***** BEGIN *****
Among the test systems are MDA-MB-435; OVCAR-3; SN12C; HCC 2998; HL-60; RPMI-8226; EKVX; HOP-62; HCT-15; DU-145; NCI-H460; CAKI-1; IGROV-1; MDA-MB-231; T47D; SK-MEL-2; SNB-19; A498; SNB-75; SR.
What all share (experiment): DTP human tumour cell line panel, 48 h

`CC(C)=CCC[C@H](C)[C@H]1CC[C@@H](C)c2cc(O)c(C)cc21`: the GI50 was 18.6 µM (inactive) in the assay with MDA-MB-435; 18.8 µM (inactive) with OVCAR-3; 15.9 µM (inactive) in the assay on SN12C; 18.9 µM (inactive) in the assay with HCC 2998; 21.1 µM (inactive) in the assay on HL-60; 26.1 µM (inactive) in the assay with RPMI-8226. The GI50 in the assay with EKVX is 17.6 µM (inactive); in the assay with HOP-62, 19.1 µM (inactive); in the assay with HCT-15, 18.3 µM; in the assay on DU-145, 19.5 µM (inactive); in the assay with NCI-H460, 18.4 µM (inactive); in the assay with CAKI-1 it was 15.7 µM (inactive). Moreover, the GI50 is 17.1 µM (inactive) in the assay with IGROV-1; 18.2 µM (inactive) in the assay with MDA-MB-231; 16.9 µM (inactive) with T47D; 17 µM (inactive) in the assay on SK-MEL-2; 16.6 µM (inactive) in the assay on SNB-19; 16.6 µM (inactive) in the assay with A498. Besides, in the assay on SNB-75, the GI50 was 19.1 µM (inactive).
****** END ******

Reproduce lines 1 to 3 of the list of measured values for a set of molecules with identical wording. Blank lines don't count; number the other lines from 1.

Among the test systems are MDA-MB-435; OVCAR-3; SN12C; HCC 2998; HL-60; RPMI-8226; EKVX; HOP-62; HCT-15; DU-145; NCI-H460; CAKI-1; IGROV-1; MDA-MB-231; T47D; SK-MEL-2; SNB-19; A498; SNB-75; SR.
What all share (experiment): DTP human tumour cell line panel, 48 h

`CC(C)=CCC[C@H](C)[C@H]1CC[C@@H](C)c2cc(O)c(C)cc21`: the GI50 was 18.6 µM (inactive) in the assay with MDA-MB-435; 18.8 µM (inactive) with OVCAR-3; 15.9 µM (inactive) in the assay on SN12C; 18.9 µM (inactive) in the assay with HCC 2998; 21.1 µM (inactive) in the assay on HL-60; 26.1 µM (inactive) in the assay with RPMI-8226. The GI50 in the assay with EKVX is 17.6 µM (inactive); in the assay with HOP-62, 19.1 µM (inactive); in the assay with HCT-15, 18.3 µM; in the assay on DU-145, 19.5 µM (inactive); in the assay with NCI-H460, 18.4 µM (inactive); in the assay with CAKI-1 it was 15.7 µM (inactive). Moreover, the GI50 is 17.1 µM (inactive) in the assay with IGROV-1; 18.2 µM (inactive) in the assay with MDA-MB-231; 16.9 µM (inactive) with T47D; 17 µM (inactive) in the assay on SK-MEL-2; 16.6 µM (inactive) in the assay on SNB-19; 16.6 µM (inactive) in the assay with A498. Besides, in the assay on SNB-75, the GI50 was 19.1 µM (inactive).